There’s a bonanza of savings to be had buying gift cards through second-hand retailers. Be careful, though, because many of these retailers might be a front for scammers. Gift cards may be invalid, used or forgeries, and you’ll be left holding the bill. If you’re looking for a simple, use-anywhere, and safe gift card, stop in to your local MSGCU branch office to pick one up.

8. Porch pirates

Getting packages delivered right to your door is quite convenient – for you, and unfortunately for criminals, too. These grinches take packages right off of porches, leaving you empty handed after your thoughtful shopping. The best deterrent for a porch pirate is not to have anything to steal, so make sure to collect your packages as soon as possible. Plus, keep your porch well-lit and even leave lights and the TV on when you’re not home.

9. Holiday vacation scams

It can get cold and miserable here in Michigan, so it’s tempting to go someplace tropical for a few weeks. If you’re thinking about getting away, be careful of unrealistic prices or “too-good-to-be-true” travel offers. Scammers have been setting up phony travel sites to harvest personal information. Only book through reputable websites.

10. Devious reindeer games

If you’re facing a five-hour flight and a three-hour layover, it’s fantastic to have a distracting mobile game to pass the time. Be careful, however, not to download the wrong one. Mobile games can harvest data from your phone or steal password information. Always do a quick search to check the validity of the app you’re downloading and read the permissions carefully. A fun game should never ask for permission to send texts or send information to third parties.

11. Juice jacking

There was a lot of news coverage earlier this year following a warning from the FBI to avoid public charging stations. Criminals could use public USB ports to add malware or other malicious software to your devices. Make sure to pack your own charger and cable and plug directly into an outlet instead of using a charging station when you’re on the go.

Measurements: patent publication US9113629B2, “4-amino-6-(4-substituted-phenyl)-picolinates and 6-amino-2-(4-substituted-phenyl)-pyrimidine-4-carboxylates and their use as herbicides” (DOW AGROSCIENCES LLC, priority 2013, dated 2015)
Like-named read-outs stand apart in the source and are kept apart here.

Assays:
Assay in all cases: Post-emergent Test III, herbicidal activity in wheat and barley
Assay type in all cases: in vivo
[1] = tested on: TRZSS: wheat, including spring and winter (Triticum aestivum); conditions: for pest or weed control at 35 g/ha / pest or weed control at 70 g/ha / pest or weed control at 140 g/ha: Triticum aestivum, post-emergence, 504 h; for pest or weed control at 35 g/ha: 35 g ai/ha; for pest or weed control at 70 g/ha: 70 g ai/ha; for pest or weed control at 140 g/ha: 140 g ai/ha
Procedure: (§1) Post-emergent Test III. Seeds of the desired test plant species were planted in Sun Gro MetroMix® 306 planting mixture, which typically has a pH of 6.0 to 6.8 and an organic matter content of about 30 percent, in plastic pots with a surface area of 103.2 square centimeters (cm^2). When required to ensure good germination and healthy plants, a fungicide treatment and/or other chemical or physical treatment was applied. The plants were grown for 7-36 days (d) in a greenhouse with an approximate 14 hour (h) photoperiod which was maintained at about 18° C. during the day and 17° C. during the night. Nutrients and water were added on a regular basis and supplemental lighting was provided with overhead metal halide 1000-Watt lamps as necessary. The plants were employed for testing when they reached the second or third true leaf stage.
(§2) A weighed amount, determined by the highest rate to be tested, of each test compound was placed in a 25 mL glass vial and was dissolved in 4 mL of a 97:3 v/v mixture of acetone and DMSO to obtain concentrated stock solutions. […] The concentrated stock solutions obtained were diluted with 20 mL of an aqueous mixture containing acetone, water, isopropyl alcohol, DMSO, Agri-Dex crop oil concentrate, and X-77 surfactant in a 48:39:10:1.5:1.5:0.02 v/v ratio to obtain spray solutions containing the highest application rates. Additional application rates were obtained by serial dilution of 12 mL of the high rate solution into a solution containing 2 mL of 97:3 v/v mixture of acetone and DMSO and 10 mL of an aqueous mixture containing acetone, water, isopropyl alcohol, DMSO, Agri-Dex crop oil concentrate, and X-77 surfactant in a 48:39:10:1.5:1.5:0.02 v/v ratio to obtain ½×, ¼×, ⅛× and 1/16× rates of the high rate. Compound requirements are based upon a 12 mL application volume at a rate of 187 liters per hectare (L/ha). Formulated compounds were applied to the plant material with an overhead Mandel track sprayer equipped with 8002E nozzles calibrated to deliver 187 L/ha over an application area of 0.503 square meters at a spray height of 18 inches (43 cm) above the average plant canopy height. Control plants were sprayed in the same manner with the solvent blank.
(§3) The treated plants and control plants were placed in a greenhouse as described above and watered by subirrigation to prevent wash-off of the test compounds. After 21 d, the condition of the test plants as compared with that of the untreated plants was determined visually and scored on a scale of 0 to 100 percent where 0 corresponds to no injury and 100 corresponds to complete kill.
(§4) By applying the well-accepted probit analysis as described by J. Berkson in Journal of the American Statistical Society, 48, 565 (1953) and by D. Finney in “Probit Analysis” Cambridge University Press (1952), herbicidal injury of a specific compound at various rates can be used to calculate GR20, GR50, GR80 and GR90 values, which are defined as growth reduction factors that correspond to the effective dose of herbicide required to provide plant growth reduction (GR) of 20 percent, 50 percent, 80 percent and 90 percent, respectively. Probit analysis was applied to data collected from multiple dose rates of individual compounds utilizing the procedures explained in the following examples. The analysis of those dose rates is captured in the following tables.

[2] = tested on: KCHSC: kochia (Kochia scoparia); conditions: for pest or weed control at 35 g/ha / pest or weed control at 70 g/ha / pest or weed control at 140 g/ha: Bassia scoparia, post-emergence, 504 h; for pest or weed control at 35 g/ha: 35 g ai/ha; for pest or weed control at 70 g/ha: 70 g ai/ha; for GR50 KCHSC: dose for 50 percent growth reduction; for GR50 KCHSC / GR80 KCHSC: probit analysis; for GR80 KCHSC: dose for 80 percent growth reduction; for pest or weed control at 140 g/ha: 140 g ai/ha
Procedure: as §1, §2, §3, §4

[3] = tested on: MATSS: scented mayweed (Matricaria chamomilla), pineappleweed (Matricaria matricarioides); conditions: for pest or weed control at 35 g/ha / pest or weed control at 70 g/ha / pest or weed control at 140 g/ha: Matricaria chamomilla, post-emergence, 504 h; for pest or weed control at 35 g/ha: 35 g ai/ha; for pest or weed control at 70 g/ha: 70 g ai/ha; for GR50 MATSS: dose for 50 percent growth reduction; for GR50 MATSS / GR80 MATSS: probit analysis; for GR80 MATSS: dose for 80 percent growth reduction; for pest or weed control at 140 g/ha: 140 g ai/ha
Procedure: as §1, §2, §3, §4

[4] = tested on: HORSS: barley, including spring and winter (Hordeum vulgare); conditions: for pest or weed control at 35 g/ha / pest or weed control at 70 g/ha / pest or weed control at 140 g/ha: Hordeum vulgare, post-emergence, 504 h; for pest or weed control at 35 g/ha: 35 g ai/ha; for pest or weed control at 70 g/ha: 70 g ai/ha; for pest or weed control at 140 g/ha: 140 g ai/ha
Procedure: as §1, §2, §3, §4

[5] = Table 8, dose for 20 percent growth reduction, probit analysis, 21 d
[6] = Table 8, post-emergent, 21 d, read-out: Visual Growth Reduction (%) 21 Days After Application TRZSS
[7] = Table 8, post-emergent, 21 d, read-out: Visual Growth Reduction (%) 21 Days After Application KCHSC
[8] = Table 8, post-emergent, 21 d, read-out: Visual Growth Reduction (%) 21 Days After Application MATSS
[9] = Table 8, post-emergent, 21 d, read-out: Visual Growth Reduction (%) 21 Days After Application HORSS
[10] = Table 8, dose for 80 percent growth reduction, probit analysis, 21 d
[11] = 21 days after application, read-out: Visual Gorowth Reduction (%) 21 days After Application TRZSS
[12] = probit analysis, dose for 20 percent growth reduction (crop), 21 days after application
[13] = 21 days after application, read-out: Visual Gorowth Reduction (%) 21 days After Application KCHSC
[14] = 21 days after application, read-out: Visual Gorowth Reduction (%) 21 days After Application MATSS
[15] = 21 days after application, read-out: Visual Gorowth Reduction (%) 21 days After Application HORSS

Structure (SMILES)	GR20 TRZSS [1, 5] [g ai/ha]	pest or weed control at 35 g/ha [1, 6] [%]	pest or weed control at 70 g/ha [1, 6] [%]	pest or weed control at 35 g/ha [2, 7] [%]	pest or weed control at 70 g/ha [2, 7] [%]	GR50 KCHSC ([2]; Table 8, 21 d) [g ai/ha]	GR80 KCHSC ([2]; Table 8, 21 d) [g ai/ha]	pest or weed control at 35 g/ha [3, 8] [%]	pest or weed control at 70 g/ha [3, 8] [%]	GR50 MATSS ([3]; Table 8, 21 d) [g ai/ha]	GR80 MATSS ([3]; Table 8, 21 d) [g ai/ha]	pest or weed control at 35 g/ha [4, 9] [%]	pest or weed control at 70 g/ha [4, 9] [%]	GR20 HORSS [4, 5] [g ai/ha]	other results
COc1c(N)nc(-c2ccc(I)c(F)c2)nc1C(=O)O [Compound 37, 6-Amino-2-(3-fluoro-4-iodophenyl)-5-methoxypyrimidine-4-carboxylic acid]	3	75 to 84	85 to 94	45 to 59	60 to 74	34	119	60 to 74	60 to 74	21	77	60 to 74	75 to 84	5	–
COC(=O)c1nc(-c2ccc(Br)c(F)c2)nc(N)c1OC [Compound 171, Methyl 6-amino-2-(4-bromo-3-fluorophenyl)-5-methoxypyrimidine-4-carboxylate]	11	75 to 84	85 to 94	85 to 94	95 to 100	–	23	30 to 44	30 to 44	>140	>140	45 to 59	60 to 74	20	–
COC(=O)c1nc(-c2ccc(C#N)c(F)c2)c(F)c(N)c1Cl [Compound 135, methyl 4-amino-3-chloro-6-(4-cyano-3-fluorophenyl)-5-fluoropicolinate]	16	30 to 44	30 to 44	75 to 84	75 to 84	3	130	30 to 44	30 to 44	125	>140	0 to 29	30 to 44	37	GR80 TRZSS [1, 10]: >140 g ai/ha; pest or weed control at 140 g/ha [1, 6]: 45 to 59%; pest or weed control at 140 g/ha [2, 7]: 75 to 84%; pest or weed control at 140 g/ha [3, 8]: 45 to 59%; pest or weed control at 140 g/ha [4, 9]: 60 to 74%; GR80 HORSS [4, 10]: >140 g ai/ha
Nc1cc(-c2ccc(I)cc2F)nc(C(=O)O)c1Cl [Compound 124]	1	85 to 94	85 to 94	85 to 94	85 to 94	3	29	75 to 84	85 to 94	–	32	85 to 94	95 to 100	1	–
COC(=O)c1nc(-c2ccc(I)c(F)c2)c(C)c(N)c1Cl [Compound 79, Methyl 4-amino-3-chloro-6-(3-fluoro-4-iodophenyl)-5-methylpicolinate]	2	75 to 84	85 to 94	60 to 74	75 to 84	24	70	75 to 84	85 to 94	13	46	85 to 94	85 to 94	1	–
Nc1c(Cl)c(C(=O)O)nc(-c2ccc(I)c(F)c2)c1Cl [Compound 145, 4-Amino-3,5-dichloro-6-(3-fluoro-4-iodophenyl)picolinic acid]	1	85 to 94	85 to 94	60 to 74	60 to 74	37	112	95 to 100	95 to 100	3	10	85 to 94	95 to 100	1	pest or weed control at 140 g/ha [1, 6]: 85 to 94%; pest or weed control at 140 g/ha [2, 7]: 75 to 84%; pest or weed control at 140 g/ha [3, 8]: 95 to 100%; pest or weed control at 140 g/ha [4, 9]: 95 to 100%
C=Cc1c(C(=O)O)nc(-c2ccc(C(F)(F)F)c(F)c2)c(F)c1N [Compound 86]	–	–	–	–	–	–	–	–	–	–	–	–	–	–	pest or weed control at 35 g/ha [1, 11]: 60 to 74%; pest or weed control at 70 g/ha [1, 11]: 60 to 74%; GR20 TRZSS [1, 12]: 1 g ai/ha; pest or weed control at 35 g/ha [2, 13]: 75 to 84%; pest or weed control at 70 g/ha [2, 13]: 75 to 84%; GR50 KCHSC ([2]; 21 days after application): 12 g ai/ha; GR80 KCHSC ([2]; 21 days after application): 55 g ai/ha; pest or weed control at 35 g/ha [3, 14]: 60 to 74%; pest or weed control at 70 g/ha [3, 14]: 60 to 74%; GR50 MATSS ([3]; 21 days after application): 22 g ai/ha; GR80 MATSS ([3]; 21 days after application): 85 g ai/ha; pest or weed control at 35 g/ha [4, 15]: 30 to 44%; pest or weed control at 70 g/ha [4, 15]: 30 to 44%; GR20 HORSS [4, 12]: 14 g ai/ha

12. Mobile malice

Be wary of “season-themed” apps that perform frivolous functions, yet demand top-level security access. An app that makes it look like there’s snow on your background image doesn’t need to send or receive texts. Such an app might send premium text messages and leave you holding the bill.

MSGCU recommends these tips to help keep your assets and information safe, during the holiday season and throughout the year:

  • Don’t engage with unknown/unexpected phone numbers, texts, social media messages or other communications you may receive.
  • Never click unknown links, especially from numbers you do not recognize or expect a link from.
  • If a deal seems too good to be true or someone is pushing you to buy, it’s probably a scam.
  • Don’t send money to people you have only met online.
  • Never share your password or security pins with others.
  • Keep close tabs on your MSGCU account. Log in to the MSGCU Mobile App or Online Banking often and review your monthly statements. Contact MSGCU if anything doesn’t look correct.
  • Change your password often and use complex passwords for your MSGCU account. Read more about password protection.
  • Set up alerts on your account for added visibility on account changes or transactions.
  • Contact us at (866) 674-2824 immediately if you believe your identity has been compromised.

Staying informed and aware of these common scams can help prevent you falling victim. We wish you a safe and happy holiday season.

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Category: Security